The Kerala High Court on Wednesday declined to put a stay on the ban imposed by the Centre on the sale of cattle for slaughter.
The next hearing in this case is scheduled to be heard on June 28.
Earlier, the high court had backed the Centre's decision, while the state government had opposed the order issued by the Central Environment Ministry in controlling the sale of cattle.
The high court observed that there is no ban on cattle slaughter or consuming meat, but the bill only bans large-scale sale of cattle through big markets.
The court gave the statement after considering a Public Interest Litigation (PIL) filed by Youth Congress State Secretary T. S. Saji.
The court had asked whether the notification has violated the fundamental rights of the citizen or the notification contains any clause that constrains the labour laws, following which the petitioner withdrew his petition.
Earlier, Kerala Chief Minister Pinarayi Vijayan had said that he will call for a meeting of all the Chief Ministers, asserting that the Union Government does not have the right to issue such an order.
"The Union Government does not have the right to issue this order. This is state's matter and regulations have no legal validity," Vijayan said during a press conference, adding that the legal sanctity of the new amendment lacks constitutional validity.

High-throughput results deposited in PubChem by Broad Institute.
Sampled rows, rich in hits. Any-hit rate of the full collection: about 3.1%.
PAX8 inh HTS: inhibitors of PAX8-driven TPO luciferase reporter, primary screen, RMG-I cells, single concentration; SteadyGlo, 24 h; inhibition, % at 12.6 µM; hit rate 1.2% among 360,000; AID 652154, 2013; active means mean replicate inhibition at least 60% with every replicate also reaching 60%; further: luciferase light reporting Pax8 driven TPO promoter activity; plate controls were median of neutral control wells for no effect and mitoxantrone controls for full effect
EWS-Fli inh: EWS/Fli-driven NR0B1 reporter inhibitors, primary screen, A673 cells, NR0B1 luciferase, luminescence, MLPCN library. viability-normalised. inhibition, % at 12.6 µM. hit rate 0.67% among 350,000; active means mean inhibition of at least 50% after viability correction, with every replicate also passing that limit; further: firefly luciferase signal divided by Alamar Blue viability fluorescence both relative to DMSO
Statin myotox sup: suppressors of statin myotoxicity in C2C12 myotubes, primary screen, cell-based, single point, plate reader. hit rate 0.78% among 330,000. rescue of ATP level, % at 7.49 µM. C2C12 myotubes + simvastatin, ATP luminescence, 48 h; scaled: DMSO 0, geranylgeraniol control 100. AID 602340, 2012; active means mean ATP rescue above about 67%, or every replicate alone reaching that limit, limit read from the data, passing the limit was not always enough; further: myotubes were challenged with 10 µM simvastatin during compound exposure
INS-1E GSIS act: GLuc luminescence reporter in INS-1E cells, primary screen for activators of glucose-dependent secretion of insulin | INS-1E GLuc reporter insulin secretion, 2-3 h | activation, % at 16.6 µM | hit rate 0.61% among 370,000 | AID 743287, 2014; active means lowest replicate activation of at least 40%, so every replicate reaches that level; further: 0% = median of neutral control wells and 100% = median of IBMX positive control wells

"There are a number of clauses which are violating the state's basic rights. There are certain norms that the animal marketing committee has to look into. For example, the owner and buyer have to maintain a certificate which is not feasible and thereby we have decided to question the law in the court of law," he added.
He further announced that they will discuss the issue with opposition party leaders and summon a special assembly to discuss the issue.
"Union Governments order not only prevents the killing of animals but also prevents the sale of cattle also. It has to be examined that whether Centre has the power to issue this order. Will discuss the issue with opposition party leader and summon a special assembly to discuss the issue," he added.
Drawing a huge backlash from various fractions, Minister for Environment, Forest and Climate Change Harsh Vardhan ordered that the ministry has notified the Prevention of Cruelty to Animals (Regulation of Livestock Markets) Rules, 2017 to ensure that the sale of cattle is not meant for slaughter purposes.
He said the seller and buyer both have to ensure that the cattle is not being bought or sold across the country's livestock markets market for slaughter purposes.
The rules also state that the purchaser shall not sacrifice the animal for any religious purpose or sell it to a person outside the state without permission and must keep in with the state's cattle protection laws.